Gordon Wolstenholme was a distinguished physician and medical administrator, a man of great personal charm whose outward gentleness concealed a steely resolve and an unswerving dedication to those objectives which were close to his heart. He became internationally famous for exploring new ideas in medicine as the firmly independent director of the CIBA (now Novartis) Foundation for three decades. This, however, was one of the main strands in an enormously productive involvement with medical organisations across all disciplines that continued throughout his life.
Born in Sheffield, the son of a mechanical engineer, he studied at Repton School in Derbyshire, at Corpus Christi College in Cambridge and at the Middlesex Hospital Medical School. In 1939 he joined the Royal Army Medical Corps, where, because of his interest in haematology, he finally became director of the Allied Blood Transfusion Services in the Mediterranean, rising to the rank of lieutenant colonel. By 1944, he became the commanding officer of a military hospital in northern Italy and was responsible for all resuscitation services in the Mediterranean sector, whilst also overseeing the distribution and first large-scale use of penicillin in that region. He also spent some time in Yugoslavia training doctors who were serving with Tito's partisans and providing medical supplies to the various groups fighting in the notoriously difficult terrain of that country. It was through this work that he met his eventual second wife, Dushanka, a doctor who had trained in Belgrade. She went back behind the lines in Yugoslavia and, with Gordon's help, arranged for medical and other supplies to be dropped to the partisans, and they exchanged letters by various precarious routes. At the end of the war, this chance meeting was translated into marriage and a powerful peacetime partnership. In acknowledgement of Gordon's outstanding services in the RAMC he was awarded a military OBE in 1944.
When he left the RAMC in 1947, Wolstenholme considered the possibility of a career in haematology. However, the Swiss pharmaceutical company CIBA decided to set up (as Anthony Tucker described it in his obituary in The Guardian) an independent centre in London to help repair the war torn fabric of research in medicine and biology, partly because of British resistance to Nazi ideology and partly because, uniquely in Europe, under English trust law a charitable organisation of this kind could have total independence from its sponsor. From the outset it was realised that some individuals working in research and academic communities would be suspicious of commercial subsidy. The centre needed a director and trustees whose background, position and authority would dispel all doubts about freedom from parent company influence. Hence, the organisation was designed along similar lines to the Nuffield and Wolfson Foundations. When, in 1949, Wolstenholme began work, his trustees included Lord Beveridge and the later Nobel laureates, Alexander, later Lord Todd (chemistry 1957) [Munk's Roll, Vol.X, p.493] and Sir Howard Florey (medicine 1945) [Munk's Roll, Vol.VI, p.178]. However, the greatest guarantee of independence came from the vigour, integrity and style of the Foundation's activities, so clearly defined by Wolstenholme himself. The Foundation set out to organise a series of cross-disciplinary, intensive and often controversial residential symposia, involving worldwide participants. Chairmen were chosen for their ability to probe and stimulate debate, and the presentation and discussion sessions of each symposium were edited and published rapidly. Many other centres across the world envied and imitated the closed symposium framework so splendidly devised by Wolstenholme as a means of probing technical and at times controversial questions. Occasionally, he somewhat wickedly introduced a humorous component into the proceedings. At a symposium on extrasensory perception in the 1950s, participants were surprised on their final day to find that some among their number were able to perform several mysterious feats that they had come together to discuss. As Anthony Tucker says, these gifted individuals were professional magicians covertly hired by Wolstenholme to pep up proceedings; not all of the participants were amused.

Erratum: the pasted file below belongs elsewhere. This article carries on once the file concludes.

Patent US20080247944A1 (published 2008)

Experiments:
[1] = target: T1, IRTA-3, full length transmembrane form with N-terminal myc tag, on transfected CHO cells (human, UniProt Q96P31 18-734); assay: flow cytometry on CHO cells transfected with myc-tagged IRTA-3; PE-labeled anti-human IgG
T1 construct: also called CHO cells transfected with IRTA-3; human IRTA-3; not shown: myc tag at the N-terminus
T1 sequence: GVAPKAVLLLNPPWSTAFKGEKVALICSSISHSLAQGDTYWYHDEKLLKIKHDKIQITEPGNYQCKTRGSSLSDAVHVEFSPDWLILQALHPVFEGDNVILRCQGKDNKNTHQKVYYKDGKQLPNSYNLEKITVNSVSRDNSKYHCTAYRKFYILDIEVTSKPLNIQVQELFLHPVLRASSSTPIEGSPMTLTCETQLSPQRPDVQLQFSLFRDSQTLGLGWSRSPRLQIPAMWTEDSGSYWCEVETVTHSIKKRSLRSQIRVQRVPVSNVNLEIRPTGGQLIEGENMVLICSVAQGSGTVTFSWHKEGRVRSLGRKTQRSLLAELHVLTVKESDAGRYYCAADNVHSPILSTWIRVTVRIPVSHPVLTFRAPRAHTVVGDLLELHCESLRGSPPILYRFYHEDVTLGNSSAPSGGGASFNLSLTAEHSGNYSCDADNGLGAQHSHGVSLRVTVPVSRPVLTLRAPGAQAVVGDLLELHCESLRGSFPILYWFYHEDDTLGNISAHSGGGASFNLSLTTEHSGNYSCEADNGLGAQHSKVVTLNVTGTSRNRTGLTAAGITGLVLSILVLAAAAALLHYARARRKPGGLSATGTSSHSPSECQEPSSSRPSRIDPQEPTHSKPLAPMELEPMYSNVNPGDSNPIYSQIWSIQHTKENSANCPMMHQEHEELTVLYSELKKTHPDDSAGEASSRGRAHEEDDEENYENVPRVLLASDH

Wolstenholme's talents as organiser, administrator and the fount of original ideas were closely matched by his ability to act as a mediator and catalyst. He brought together scientists and others of outstanding intellectual merit, frequently widely separated by age, background and status and often a group who would never have debated together. Abraham White of the Albert Einstein College of Medicine in New York described Wolstenholme's CIBA Foundation meetings as a 20th century version of a caravanserai, a gathering of travellers at an oasis, where from dawn to dusk time would be spent matching ideas and intellects and engaging in pointed discussion. In fact, some symposia were held in the East, in India or Malaysia, and although early meetings concentrated on very narrow medical subjects, the range and breadth of the programmes increased with time. Notable was a symposium in 1956 on 'the nature of viruses', chaired by Sir Charles Harington [Munk's Roll, Vol.VI, p.222], including among the participants Francis Crick, Rosalind Franklin and James Watson. In 1962, a meeting on 'man and his future' included papers presented by Julian Huxley, Gregory Pincus, Albert Szent-Gyorgyi, Alex Comfort and Joshua Lederberg. It ended with a tour de force from J B S Haldane, who spoke on the subject of 'the next 10,000 years'. But Wolstenholme's taste for the broader brush was also reflected in meetings on 'man and Africa', 'conflict in society', 'teamwork in world health', 'caste and race,' 'the health of mankind' and 'civilisation and science'. In the one on 'the health of mankind', Wolstenholme exposed his idealism in saying. "Healthcare - a world health service - is an essential step towards man's well-being and toward a world society. If we cannot work together for the health of mankind then we are rightly doomed."